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Resident Life

Resident Testimonial

Nellab Yakuby, MD

The PGY-1 year with Tulane Anesthesiology is a devoted internal medicine preliminary year, which far exceeded my expectations. My intern year was honestly a great experience for three main reasons—the friendships formed, the emphasis on education and the balanced schedule that allowed us to enjoy the fun, vibrant, city of New Orleans.

From the beginning, the IM department really welcomed us with open arms. The plethora of medicine residents, as well as preliminary interns in other specialties, made transitioning into residency and a new city very easy—you’ll come out of intern year with many friendships and an open invitation to all future social events. As a new CA-1, I know if I have a quick question about a patient, I have a friend in essentially every department that I can reach out to.

Academically, the IM program is incredibly strong and didactics are made a priority. The variety of services you’ll work with during your PGY-1 year, along with this particularly ill patient population, will allow you to master the presentation, diagnosis and management of the many comorbidities that will undoubtedly present in the perioperative setting and, in turn, have anesthetic implications. My foundation of medicine is more solid than ever and I feel very confident medically managing patients—whether they are on the medicine floor, the critical care unit or in the OR.

Although it is a fully devoted IM year, every 5 weeks we get exposure to the OR and different surgical cases because of the unique “4+1” schedule.  Whereas other programs continuously work, at Tulane, every four weeks of IM is followed by a guaranteed “golden weekend” off and a “plus one” week– which is a time we get to work with our chosen specialty. This allowed us to have a nice break from the medicine world to get some time in the OR intubating patients, practicing placing IVs, meeting future anesthesia colleagues and ending the day relatively early with time to rejuvenate for the next cycle to begin. Moreover, anesthesia preliminary interns have a particularly good balance of inpatient rotations, with time evenly allocated between medicine wards and critical care, as well as some EM rotations— setting us up to graduate with all ACGME requirements fulfilled. Lastly, the final four weeks of our medicine year is blocked off as anesthesia elective time, so we actually get to end intern year a month early! With the endless amount of events and activities going on in New Orleans, this balanced schedule really makes starting residency a positive experience—with great people alongside the whole way.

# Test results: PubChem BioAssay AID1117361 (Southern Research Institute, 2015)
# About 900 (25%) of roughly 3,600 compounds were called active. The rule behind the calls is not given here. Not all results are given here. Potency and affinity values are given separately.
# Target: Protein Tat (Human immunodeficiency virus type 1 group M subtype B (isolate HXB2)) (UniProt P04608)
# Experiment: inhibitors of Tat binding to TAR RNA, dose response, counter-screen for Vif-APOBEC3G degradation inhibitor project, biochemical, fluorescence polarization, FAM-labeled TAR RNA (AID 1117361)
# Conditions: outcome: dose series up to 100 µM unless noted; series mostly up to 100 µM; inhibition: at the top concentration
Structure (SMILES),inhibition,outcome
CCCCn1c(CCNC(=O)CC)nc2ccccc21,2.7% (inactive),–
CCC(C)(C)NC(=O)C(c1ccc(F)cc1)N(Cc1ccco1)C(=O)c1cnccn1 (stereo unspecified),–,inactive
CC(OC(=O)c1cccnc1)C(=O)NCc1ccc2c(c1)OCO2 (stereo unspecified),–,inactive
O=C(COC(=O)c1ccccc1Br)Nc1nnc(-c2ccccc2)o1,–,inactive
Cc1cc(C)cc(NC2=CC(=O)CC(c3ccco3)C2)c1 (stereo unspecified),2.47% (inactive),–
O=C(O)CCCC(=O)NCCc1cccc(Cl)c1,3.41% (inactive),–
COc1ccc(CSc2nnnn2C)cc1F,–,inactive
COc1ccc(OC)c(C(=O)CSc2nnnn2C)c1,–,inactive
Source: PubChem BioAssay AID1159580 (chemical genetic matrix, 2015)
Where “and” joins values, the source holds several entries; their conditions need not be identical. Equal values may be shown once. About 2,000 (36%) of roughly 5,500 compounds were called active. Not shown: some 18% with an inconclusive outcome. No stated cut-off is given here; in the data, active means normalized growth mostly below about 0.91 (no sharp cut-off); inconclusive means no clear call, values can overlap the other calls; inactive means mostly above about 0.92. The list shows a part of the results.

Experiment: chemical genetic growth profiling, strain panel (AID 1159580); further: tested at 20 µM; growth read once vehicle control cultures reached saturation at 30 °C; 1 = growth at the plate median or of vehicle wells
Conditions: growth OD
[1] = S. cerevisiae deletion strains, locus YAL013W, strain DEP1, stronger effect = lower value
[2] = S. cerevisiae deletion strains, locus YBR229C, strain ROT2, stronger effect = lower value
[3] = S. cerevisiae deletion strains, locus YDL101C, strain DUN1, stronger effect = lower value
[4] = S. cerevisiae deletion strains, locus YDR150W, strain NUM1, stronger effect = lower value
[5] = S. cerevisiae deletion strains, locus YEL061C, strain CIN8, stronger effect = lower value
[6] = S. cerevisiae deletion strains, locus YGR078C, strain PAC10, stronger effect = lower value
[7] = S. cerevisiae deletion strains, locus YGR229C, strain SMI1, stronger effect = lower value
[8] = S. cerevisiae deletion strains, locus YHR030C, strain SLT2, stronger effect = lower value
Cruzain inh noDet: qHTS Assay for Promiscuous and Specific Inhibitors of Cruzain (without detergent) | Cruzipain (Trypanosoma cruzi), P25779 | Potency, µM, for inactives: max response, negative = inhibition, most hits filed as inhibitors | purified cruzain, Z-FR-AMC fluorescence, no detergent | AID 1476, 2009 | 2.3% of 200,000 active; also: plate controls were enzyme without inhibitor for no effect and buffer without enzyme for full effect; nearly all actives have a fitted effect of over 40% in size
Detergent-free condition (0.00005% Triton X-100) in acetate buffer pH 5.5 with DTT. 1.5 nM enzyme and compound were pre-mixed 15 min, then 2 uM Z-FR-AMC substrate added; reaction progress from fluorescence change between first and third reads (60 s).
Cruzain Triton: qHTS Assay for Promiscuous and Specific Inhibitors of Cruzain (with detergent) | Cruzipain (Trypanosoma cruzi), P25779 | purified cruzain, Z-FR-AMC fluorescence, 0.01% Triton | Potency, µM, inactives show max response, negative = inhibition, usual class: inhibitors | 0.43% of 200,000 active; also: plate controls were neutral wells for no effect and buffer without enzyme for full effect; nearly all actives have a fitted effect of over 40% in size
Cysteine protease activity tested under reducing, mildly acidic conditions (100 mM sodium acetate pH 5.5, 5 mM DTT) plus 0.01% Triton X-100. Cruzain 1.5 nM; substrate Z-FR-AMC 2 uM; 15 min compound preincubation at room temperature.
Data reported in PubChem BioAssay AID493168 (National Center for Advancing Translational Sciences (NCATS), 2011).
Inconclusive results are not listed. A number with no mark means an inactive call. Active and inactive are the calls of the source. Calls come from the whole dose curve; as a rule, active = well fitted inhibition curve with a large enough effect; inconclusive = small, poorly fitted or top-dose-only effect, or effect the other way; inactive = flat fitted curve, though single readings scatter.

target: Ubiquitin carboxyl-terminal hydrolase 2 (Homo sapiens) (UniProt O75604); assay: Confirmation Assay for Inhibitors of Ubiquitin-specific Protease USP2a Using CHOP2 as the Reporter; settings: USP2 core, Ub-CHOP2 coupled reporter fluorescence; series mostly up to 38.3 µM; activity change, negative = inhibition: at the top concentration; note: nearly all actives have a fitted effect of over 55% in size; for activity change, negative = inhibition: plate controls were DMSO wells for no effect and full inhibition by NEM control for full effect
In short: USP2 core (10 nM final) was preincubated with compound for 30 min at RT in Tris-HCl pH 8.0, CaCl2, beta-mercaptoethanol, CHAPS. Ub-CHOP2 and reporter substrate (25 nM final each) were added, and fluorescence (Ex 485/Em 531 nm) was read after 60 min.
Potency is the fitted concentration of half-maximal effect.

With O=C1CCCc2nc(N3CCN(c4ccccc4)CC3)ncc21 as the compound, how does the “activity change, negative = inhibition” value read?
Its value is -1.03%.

Nellab Yakuby, MD
CA-3 Resident


 

CA-1 Testimonial

Jeffrey Mimbs, MD

A Day in the Life of a Resident

As a CA-1 at Tulane University, your day typically involved working at either our downtown campus (Tulane Medical Center) or in nearby Metairie at Tulane Lakeside Hospital. Each location has its unique experiences based on type of procedures performed, workflow, and volume of cases. Most days, I am in the OR room by at least 6 AM to ensure I have enough time to perform a proper setup for my case. If I know I have a challenging case scheduled for that day that requires more to setup, I may need to arrive before 6 AM. Once my room is set up, I then go interview the patient to confirm what pre-operative information I already have and to see if there is any new information we may have not gathered from charting. Following my patient interview, I usually touch base with my attending for that day to notify if there is anything pertinent to discuss regarding the interview. If the patient needs IV access, then I will attempt to establish that as well. Following that, there is usually enough time to grab a quick bite to eat or a cup of coffee before we roll back to the OR. By 7:15-7:20, I roll the patient from the pre-op area to the OR and begin our first case.  Depending on the length of the cases and how late you are scheduled to stay, a resident can typically expect to have 2-4 cases per day. At Tulane, we have a great working relationship with our CRNA colleagues and are usually relieved for a 10-15 minute break in the morning and a 30-45 minute lunch break. Most days around 3 PM, we are relieved from the OR by either a CRNA or another resident who is staying later that day. On Wednesday afternoons, we are relieved by 3 PM for simulation center which is a valuable tool to help us develop critical thinking and skills for scenarios we may possibly encounter in the OR. On Thursday afternoons, we are relieved for didactics around 1 PM.

Part of what makes the Tulane experience so unique is how protected the residents are in the department. While we have many valuable and talented CRNAs who we work alongside, our department allows us the opportunity to participate in some of the most challenging cases available each day. Residents perform all the neuraxial and regional anesthesia, central lines, and cardiac and liver transplant cases at Tulane. This experience helps us grow in our training and shows the staff’s trust and confidence in us to handle difficult and challenging cases. Another valuable part is the protected time we are offered to study and prepare for boards. Most days we are out of the OR around 3 PM to have time to study and pre-op our patients for the following days cases.

My favorite part of my CA-1 experience to this point is the family environment we have at Tulane. From my co-residents to my faculty, I always find myself laughing or enjoying my time with whoever I am with. Our faculty members are truly invested in not only our education, but in us as people and take the time to get to know you. The residents of our program are really close, and you really get to know your colleagues. Overall, I have really enjoyed my experience at Tulane and wouldn’t trade it for anything else. 

Jeffrey Mimbs, MD
CA-1 Resident